Nobody told me the decision was going to be taken this summer.

“I put heart and soul into the battle to save the paintings five years ago and regard it as entirely wrong to sell them.

“There is a massive feeling in the North-East that, yet again, people sitting around in London are making decisions that affect their cultural heritage.”

The leaked documents show the commissioners employed a PR firm called Chelgate, which describes itself as having “an outstanding reputation for its work in acute issues and crisis management”.

A letter, sent by the company’s chairman, Terence Fane- Saunders, proposes his normal fee – “£240 an hour” – and a monthly ceiling of £12,000, to be cut to £8,500 in following months.

Mr Fane-Saunders wrote: “Having lived, until recently, only 48 miles from Auckland Castle, I do know the North- East well and have worked on a number of assignments there.” He concluded: “We are recommending an initial fourmonth engagement, based on the assumption of a December sale.”

The Church confirmed the firm was taken on.

Indeed, a reply, sent by Andrew Brown, secretary to the Church Commissioners, reads: “We need to agree this as part of the marketing/comms strategy with Sotheby’s and we are not signed up with them yet!

We will discuss shortly.”

A “core narrative” put together by Church officials to calm the expected public backlash urges everyone involved to “stay on message”, adding: “Obviously, the narrative will never be issued as such.”

A suggestion that the sale will “release vital funds enabling the Church to continue its work, particularly in the North-East” has been altered – replacing the word “particularly”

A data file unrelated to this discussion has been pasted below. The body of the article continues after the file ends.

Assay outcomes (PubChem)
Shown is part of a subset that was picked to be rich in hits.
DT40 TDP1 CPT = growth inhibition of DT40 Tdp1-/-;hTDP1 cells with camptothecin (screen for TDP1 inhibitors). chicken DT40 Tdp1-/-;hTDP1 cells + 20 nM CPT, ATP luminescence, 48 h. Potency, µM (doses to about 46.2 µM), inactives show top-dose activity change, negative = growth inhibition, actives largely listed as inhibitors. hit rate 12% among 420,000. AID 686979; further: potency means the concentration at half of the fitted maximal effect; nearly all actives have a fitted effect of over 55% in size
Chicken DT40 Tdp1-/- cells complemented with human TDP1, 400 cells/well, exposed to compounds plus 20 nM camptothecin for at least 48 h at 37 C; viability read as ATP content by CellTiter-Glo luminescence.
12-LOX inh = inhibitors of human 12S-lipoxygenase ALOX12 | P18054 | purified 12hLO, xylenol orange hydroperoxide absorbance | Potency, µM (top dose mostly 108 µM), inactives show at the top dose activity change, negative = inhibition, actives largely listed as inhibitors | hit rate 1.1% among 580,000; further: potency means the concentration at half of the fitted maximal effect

with “including”.

Similarly, a suggestion that the decision follows “careful consideration and consultation”

now reads “after careful consideration and discussion”.

The firm notes that the retention of all 12 paintings in Britain would be “the most positive outcome”, but refers to their possible “disappearance into the private collection of a billionaire in Russia, Japan or the Middle East”.

It also prepares the ground by stating: “The sale also means that Auckland Castle will not have to be sold in the foreseeable future.”

Astonishingly, the documents admit the Commissioners have “£5bn of assets and no borrowing”.

An official writes: “Is it wise for a Church to be flagging up its huge, debt-free wealth in this way?”

Approached by The Northern Echo, The Church Commissioners’ spokesman said: “A decision was taken on October 19 not to go ahead with the sale, because there were a number of things still to be sorted out. A decision to sell was taken, but has now been reversed. The paintings are not going in the catalogue in December.”

Asked why the decision had been made in secret, the spokesman replied: “There would have been an opportunity for discussion between the announcement of the sale and that sale taking place.”

Last night, lawyers acting for the Church Commissioners contacted The Northern Echo in an attempt to halt publication of the story.

A lawyer for Mishcon de Reya said the documents were confidential and asked for an undertaking the paper would not publish details of the plan. No such undertaking was given.